The final workshop in Farmers Weekly’s Rethinking Cattle Performance series saw farmers visit the Anderson family’s suckler beef herd in Ballymoney, Northern Ireland, where they found out how they are achieving daily live weight gains above 1.2kg daily.
Northern Irish beef farmers Stewart and David Anderson are attaining daily liveweight gains of 1.2-1.7kg from their suckler calves by adopting strict breeding and health protocols.
Previously the father and son finished beef cattle and sold in-calf heifers at 30-months-old.
To improve herd efficiency they began calving at two in 2011. However, a lacklustre demand for smaller size heifers led them to establishing a suckler herd.
“You weren’t being rewarded for calving at two. Buyers wanted to buy three-year-olds because they were a stronger, bigger heifer.
“But I knew that in that extra six months I could have a calf on the ground and the cow back in calf again.”
David says initially he was nervous about calving at two but was pleasantly surprised with the results.
“They all calved themselves. In fact, I had more difficulty in the few that calved at 33 months. Overall, we have had very few calving difficulties from heifers calving at 22-24 months and no caesarians.
“It just shows it’s more to do with management.”
They now have 80-suckler cows and heifers – predominately three-quarter Limousin – and sell nine-month-old store calves mainly through market.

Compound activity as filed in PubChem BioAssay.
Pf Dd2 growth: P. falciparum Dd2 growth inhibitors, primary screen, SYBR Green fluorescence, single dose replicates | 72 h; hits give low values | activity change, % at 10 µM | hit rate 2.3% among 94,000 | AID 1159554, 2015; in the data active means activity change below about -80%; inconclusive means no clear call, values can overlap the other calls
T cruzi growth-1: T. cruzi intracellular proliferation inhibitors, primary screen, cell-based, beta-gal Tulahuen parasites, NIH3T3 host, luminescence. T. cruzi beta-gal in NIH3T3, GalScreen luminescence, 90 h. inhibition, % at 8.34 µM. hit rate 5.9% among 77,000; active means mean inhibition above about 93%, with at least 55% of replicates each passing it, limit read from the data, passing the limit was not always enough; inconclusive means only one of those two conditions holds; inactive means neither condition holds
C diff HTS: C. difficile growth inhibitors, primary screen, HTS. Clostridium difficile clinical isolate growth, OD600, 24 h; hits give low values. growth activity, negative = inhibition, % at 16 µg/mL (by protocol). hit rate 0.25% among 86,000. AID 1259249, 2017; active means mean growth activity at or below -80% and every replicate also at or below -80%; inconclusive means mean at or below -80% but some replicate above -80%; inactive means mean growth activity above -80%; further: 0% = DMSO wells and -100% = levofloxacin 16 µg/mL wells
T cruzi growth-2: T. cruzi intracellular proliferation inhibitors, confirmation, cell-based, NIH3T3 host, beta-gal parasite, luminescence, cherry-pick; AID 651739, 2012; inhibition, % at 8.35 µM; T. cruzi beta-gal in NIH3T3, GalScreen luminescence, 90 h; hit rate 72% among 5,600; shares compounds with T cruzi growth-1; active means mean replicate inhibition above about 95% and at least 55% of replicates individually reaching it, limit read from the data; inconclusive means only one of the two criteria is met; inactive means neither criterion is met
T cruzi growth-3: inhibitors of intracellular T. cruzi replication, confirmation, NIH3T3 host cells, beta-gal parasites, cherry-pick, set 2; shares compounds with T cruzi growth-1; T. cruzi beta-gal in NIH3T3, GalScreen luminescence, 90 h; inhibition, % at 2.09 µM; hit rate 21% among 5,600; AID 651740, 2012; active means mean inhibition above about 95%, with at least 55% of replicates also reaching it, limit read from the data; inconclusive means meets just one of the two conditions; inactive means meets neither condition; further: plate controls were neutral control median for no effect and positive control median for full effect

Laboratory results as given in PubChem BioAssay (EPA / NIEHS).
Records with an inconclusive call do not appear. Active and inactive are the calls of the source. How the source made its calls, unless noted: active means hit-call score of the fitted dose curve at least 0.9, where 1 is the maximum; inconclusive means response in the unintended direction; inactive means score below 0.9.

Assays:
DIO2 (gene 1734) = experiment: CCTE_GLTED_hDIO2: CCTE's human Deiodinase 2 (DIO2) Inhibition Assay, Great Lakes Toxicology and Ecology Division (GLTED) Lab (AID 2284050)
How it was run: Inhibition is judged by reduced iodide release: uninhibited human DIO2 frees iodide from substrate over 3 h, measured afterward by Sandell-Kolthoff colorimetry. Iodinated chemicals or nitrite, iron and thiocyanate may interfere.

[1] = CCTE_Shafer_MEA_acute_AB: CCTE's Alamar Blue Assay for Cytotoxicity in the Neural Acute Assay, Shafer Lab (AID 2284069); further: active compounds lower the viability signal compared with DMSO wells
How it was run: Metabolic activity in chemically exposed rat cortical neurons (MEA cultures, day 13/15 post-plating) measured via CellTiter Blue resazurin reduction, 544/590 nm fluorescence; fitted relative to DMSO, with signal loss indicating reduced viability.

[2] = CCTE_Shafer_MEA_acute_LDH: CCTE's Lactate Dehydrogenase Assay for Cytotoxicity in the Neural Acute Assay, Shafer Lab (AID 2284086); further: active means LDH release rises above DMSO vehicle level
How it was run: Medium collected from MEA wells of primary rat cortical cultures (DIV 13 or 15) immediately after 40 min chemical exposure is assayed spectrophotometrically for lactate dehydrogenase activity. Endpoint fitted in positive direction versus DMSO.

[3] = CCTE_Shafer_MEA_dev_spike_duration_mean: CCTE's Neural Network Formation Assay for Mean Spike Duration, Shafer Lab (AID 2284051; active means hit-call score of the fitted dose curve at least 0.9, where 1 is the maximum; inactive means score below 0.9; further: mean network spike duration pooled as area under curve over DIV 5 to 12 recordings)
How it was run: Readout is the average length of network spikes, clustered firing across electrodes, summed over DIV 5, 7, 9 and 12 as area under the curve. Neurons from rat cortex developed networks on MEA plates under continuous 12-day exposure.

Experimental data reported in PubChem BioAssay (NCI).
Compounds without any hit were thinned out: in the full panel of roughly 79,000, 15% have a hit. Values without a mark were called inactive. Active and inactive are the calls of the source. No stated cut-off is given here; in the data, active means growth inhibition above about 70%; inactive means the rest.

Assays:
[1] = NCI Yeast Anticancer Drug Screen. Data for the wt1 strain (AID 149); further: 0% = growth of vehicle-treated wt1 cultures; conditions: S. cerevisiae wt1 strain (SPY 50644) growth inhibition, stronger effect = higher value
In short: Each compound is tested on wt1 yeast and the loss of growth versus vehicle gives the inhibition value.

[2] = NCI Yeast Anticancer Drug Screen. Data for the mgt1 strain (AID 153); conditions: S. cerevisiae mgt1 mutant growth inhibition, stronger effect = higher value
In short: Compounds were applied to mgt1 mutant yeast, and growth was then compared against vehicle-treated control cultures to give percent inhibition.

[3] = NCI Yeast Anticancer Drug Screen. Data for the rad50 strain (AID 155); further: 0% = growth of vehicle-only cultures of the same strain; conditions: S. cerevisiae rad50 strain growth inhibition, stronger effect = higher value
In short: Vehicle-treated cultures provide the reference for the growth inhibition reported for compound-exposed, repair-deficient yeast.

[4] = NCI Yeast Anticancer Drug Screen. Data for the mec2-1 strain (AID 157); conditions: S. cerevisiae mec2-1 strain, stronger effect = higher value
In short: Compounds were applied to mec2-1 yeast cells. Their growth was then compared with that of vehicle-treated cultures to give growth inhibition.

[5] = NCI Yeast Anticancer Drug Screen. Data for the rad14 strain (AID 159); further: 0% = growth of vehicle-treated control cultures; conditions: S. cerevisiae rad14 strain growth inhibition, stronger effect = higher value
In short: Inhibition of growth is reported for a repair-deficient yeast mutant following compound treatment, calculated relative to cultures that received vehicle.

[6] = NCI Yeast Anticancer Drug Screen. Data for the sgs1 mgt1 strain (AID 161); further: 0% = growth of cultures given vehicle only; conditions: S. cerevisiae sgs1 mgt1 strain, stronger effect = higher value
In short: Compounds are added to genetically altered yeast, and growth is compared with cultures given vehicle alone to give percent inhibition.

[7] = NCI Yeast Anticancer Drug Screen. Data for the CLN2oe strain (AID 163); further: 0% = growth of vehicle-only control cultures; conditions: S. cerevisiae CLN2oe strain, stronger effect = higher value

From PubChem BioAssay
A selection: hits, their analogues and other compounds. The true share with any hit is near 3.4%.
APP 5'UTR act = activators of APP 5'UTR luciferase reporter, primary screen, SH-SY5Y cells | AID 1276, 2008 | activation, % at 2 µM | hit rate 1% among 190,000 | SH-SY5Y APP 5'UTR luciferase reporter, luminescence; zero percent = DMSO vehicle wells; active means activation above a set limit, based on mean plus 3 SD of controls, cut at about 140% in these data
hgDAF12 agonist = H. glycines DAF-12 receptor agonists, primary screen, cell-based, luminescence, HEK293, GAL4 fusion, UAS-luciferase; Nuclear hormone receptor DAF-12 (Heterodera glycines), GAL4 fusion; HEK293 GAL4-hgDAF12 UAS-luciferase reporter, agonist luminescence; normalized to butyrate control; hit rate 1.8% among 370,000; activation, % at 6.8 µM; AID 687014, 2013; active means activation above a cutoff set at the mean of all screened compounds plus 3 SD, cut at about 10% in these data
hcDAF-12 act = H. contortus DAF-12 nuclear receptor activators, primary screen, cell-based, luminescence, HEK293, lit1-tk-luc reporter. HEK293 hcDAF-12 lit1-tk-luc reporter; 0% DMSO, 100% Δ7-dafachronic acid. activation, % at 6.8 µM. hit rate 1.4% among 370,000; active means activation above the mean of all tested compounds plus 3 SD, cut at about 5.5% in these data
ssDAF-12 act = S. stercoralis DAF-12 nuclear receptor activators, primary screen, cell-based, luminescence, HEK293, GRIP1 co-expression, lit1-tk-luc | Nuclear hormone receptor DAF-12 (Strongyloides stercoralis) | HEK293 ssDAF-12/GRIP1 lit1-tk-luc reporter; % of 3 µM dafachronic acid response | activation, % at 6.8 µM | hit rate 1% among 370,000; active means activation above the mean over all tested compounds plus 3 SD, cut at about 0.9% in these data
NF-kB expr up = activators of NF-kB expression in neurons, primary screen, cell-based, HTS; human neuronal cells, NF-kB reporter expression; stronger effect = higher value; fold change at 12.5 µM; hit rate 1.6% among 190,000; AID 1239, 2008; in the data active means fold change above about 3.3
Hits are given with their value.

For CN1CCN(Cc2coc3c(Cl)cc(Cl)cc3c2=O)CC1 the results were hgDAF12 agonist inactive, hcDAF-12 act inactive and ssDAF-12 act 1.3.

Cow nutrition and subsequent condition plays a big role in aiding good calving, says David, who is a vet and has just finished working on a beef synchronisation project for Agrisearch.
For this reason, he condition scores cows and groups them at weaning.
“Thinner cows get grouped together and will be fed 0.5kg of barley for about two months to help them gain body condition.”
Currently they calve in three batches – twice in the spring and once in the autumn.
For the past three years autumn calvers have been fix-time AI’d and if they fail to conceive they are turned in with the herd’s two Carnmorn Limousin stock bulls for four to six weeks.
Last year, cows were served to a Belgium Blue and heifers to a black Limousin with good maternal traits. Conception rates on heifers averaged 64% while conception rates on the cows were 75%.
- 65 suckler cows and 15 in-calf heifers
- ¾ Limousin and ¼ Simmental x BB
- Calving in three batches – Feb/March, April/May and August/September
However, David has also experimented with sexed semen on the heifers in this group.
In 2015, he AI’d the heifers to Simmental sexed semen (conception was 55%) to introduce some more milkiness into the herd and the cows were served to conventional Belgian Blue and Simmental (66% conception rates).
Typically, the spring calvers have always been bred to the Limousin stock bull for ease of management while at grass, but this year David will synchronise and AI them where possible.
“If a cow doesn’t get in calf she moves into the next calving batch. I’m trying to build up numbers so you can’t be too ruthless but at the same time I want to keep our blocks tight.”
To help retain this tight calving and get more accurate calving dates animals served to AI are scanned five-weeks post service whereas those mated with the bull are pd’d seven weeks after the bull was introduced and again after one month.